Social Sciences Book Reviews (page 6)

WHY BE JEWISH? by Edgar M. Bronfman
RELIGION
Released: March 22, 2016

"One man's personal call to laggard Jews to study, learn, and seek justice in a broken world. Readers of other persuasions may also profit from his insight into bits of Jewish thought and practice."
The late businessman and philanthropist answers his title's question with a last testament of sorts. Read full book review >
CURRENT AFFAIRS
Released: March 22, 2016

"An imaginative take on teaching sure to inspire controversy."
An award-winning educator proposes radical changes. Read full book review >

THE CRIME OF ALL CRIMES by Nicole Rafter
CURRENT AFFAIRS
Released: March 22, 2016

"A comparative criminological approach to genocide, bloodless in pursuit of scientific inquiry and most appropriate for students and specialists."
A criminologist attempts to understand genocide and its etiology. Read full book review >
THE MIND CLUB by Daniel M. Wegner
NATURE & TRAVEL
Released: March 22, 2016

"Complex science lightly delivered; a pleasure for anyone comfortable with the thought that knowing others' minds will improve our own."
Do the dead have thoughts? The late Harvard psychology professor Wegner (The Illusion of Conscious Will, 2002, etc.), assisted by neuroscientist Gray (Mind Perception and Morality/Univ. of North Carolina), ponders that ethereal question and much more.Read full book review >
LIFE REIMAGINED by Barbara Bradley Hagerty
PSYCHOLOGY
Released: March 15, 2016

"For midlifers eager to 'create a new habit of mind,' Hagerty is a rousing cheerleader."
An upbeat look at the joys of middle age. Read full book review >

HISTORY
Released: March 15, 2016

"Thoughtful political theory for divisive times."
Longtime national affairs writer Woodard (American Nation: A History of Eleven Rival Regional Cultures of North America, 2011, etc.) builds on his previous analysis of the country's regional differences to focus on the conflict between individualism and collectivism that defines our national character.Read full book review >
The End of Democracy and Faith by Sean Wallace
SOCIAL SCIENCES
Released: March 15, 2016

"A sometimes-intriguing but often familiar treatise against the oppressive forces of democracy and religion."
In this debut work of political philosophy, Wallace argues that American society is hindered by the twin restraints of democracy and religion. Read full book review >
CURRENT AFFAIRS
Released: March 12, 2016

"A lengthy manifesto for AMCAP that lays out a vision for an ascendant black America."
Rempson (Minority Access to Higher Education In N.Y. City, 1972) examines what he sees as the root causes of education and economic-mobility gaps that affect African-American males.Read full book review >
BULLIES by Alex Abramovich
BIOGRAPHY & MEMOIR
Released: March 8, 2016

"A sharp, provocative memoir of an unlikely friendship."
A journalist's account of his friendship with a man who was not only president of a motorcycle group, but also the boy who bullied him during childhood. Read full book review >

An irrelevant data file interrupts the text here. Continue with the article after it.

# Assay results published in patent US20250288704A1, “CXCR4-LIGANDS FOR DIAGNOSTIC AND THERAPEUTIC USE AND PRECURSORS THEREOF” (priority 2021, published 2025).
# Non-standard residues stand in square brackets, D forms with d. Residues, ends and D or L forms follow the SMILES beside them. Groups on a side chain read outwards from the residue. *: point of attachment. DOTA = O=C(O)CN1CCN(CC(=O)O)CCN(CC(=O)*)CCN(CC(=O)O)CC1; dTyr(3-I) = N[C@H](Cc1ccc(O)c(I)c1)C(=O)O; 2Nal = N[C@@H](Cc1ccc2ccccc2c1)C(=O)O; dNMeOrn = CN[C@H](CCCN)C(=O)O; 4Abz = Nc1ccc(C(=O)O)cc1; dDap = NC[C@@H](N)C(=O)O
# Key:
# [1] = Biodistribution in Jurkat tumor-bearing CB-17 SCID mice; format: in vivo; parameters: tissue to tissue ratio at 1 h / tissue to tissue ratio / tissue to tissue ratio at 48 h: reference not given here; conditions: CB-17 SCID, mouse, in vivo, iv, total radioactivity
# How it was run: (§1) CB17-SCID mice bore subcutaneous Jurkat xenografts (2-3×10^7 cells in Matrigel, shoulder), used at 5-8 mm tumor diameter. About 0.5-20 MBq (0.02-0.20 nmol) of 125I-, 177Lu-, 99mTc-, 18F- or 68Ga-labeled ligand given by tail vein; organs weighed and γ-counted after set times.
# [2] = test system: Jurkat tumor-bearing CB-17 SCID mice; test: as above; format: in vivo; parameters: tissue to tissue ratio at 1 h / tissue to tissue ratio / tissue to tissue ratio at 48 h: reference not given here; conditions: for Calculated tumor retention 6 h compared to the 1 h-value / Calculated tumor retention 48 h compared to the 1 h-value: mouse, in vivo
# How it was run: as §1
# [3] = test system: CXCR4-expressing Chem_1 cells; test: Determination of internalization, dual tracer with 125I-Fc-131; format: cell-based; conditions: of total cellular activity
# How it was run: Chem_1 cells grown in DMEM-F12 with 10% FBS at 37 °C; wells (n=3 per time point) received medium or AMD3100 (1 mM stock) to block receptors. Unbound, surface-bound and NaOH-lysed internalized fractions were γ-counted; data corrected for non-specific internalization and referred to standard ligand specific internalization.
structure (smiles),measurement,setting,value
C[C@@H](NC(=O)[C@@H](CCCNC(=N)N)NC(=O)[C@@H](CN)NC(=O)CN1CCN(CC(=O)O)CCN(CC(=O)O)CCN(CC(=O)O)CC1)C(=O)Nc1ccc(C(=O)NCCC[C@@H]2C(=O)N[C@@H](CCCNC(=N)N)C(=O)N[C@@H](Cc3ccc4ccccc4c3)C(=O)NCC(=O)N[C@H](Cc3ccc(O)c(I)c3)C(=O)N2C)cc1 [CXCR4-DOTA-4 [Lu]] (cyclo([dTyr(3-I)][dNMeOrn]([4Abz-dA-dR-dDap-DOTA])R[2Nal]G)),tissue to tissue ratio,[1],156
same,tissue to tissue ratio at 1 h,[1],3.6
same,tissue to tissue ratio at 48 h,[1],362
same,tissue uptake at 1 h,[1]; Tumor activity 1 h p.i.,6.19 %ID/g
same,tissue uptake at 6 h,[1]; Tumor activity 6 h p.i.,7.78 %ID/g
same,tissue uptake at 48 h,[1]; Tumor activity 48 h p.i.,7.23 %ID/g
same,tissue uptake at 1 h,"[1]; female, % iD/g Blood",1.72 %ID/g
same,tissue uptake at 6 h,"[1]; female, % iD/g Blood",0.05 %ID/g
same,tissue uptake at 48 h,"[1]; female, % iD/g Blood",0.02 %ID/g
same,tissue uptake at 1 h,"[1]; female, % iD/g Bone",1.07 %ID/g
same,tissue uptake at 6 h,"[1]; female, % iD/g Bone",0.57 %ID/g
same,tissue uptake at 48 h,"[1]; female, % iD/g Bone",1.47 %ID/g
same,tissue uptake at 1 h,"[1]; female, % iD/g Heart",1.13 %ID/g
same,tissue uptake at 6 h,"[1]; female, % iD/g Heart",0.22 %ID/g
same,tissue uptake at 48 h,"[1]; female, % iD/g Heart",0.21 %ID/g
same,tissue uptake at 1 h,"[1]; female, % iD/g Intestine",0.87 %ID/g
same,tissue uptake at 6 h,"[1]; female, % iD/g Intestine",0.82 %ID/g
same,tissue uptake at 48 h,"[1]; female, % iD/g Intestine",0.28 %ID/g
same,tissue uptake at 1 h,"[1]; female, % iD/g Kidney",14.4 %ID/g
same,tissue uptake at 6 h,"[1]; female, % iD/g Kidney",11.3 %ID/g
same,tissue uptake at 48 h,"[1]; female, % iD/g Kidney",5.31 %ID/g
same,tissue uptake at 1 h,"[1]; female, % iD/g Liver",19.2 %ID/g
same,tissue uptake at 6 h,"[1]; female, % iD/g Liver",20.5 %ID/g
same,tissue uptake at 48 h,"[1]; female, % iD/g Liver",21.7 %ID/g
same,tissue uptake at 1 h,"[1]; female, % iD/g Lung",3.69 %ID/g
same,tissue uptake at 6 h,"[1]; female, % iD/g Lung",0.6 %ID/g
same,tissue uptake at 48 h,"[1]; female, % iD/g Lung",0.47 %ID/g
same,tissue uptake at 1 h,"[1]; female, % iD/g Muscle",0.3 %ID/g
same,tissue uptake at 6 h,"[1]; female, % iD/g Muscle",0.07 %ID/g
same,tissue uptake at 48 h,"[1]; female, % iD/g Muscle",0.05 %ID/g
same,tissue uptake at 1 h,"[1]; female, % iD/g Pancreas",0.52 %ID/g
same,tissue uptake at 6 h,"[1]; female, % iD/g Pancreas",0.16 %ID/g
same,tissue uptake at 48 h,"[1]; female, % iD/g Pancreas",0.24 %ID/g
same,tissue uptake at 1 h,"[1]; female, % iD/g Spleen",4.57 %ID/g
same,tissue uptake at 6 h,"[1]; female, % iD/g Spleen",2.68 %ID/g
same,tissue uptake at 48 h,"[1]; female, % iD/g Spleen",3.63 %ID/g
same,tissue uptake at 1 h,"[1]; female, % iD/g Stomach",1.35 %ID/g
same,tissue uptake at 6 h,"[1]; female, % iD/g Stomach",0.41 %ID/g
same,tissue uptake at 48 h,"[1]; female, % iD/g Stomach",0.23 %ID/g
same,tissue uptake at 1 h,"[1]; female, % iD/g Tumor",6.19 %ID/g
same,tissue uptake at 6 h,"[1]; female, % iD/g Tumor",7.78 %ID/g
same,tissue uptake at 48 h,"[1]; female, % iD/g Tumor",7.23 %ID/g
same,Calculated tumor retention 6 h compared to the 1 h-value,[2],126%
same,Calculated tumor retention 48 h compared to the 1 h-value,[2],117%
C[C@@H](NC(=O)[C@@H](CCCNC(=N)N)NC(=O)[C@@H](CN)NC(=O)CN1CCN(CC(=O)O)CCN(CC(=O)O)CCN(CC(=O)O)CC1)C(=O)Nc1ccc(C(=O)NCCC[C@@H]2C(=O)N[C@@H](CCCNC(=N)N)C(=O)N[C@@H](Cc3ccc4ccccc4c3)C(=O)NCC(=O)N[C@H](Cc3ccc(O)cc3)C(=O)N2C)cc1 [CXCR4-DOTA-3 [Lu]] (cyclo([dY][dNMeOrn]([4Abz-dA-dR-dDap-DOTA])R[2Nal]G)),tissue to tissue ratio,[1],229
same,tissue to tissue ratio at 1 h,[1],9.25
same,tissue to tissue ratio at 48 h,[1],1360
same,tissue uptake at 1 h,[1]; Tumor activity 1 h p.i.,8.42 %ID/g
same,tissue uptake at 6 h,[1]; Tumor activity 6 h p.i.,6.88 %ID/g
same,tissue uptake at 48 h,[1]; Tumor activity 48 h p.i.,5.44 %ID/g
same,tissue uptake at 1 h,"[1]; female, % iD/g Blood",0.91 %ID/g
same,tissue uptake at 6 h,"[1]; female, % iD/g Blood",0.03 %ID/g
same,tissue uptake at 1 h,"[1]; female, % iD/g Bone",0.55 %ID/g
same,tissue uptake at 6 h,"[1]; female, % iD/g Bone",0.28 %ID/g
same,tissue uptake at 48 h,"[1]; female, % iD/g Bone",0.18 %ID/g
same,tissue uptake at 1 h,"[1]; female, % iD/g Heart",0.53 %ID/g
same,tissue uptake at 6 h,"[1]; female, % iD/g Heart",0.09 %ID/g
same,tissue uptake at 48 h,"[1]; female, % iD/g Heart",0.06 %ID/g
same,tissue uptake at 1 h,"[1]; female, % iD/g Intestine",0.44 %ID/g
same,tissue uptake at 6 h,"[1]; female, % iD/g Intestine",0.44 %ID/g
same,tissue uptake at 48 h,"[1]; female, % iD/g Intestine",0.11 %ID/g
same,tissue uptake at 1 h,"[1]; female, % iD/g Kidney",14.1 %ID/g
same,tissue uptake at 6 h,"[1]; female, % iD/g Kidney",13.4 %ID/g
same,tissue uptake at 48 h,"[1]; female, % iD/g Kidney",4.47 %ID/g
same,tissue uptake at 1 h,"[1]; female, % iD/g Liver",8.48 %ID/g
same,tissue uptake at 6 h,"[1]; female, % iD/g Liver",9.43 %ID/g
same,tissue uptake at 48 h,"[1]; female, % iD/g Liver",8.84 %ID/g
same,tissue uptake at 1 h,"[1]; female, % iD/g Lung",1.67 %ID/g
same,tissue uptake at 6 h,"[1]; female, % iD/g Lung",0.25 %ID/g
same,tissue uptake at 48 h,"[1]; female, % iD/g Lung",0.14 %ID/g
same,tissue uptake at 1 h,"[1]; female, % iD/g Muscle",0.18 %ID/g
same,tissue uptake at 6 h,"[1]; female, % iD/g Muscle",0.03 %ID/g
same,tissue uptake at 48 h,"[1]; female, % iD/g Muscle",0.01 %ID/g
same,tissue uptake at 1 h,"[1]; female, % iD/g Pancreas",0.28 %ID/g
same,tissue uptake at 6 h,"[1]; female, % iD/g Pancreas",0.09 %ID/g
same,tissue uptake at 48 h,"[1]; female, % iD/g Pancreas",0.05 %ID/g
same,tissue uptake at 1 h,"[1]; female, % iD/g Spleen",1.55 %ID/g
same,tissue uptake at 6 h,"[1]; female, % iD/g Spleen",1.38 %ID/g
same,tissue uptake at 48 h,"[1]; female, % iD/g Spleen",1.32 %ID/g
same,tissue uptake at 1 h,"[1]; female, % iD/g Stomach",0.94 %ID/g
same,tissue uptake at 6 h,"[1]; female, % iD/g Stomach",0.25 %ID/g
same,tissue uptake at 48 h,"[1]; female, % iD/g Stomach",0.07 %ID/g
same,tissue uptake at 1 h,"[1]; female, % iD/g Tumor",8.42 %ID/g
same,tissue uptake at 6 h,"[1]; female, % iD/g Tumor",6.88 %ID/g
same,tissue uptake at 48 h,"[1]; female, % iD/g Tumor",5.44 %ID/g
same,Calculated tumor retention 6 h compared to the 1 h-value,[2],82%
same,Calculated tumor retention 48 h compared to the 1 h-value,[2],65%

WHEN WOMEN WIN by Ellen R. Malcolm
BIOGRAPHY & MEMOIR
Released: March 8, 2016

"An inspiring portrait of a gutsy activist who produced a transformation in the political landscape."
The history of a defiant movement to elect women. Read full book review >
BUSINESS & ECONOMICS
Released: March 8, 2016

"Although the author's well-delineated examples will ring outrageous to modern-day ears, she reminds us how much there is still to be achieved."
An elucidating study of landmark sex-discrimination cases waged in the wake of Title VII of the 1964 Civil Rights Act. Read full book review >
UNTIL WE ARE FREE by Shirin Ebadi
BIOGRAPHY & MEMOIR
Released: March 8, 2016

"The captivating and candid story of a woman who took on the Iranian government and survived, despite every attempt to make her fail."
A leading activist speaks out about inequality and injustices in Iran. Read full book review >
Kirkus Interview
Fernanda Santos
author of THE FIRE LINE
May 17, 2016

When a bolt of lightning ignited a hilltop in the sleepy town of Yarnell, Arizona, in June 2013, setting off a blaze that would grow into one of the deadliest fires in American history, the 20 men who made up the Granite Mountain Hotshots sprang into action. New York Times writer Fernanda Santos’ debut book The Fire Line is the story of the fire and the Hotshots’ attempts to extinguish it. An elite crew trained to combat the most challenging wildfires, the Hotshots were a ragtag family, crisscrossing the American West and wherever else the fires took them. There's Eric Marsh, their devoted and demanding superintendent who turned his own personal demons into lessons he used to mold, train and guide his crew; Jesse Steed, their captain, a former Marine, a beast on the fire line and a family man who wasn’t afraid to say “I love you” to the firemen he led; Andrew Ashcraft, a team leader still in his 20s who struggled to balance his love for his beautiful wife and four children and his passion for fighting wildfires. We see this band of brothers at work, at play and at home, until a fire that burned in their own backyards leads to a national tragedy. View video >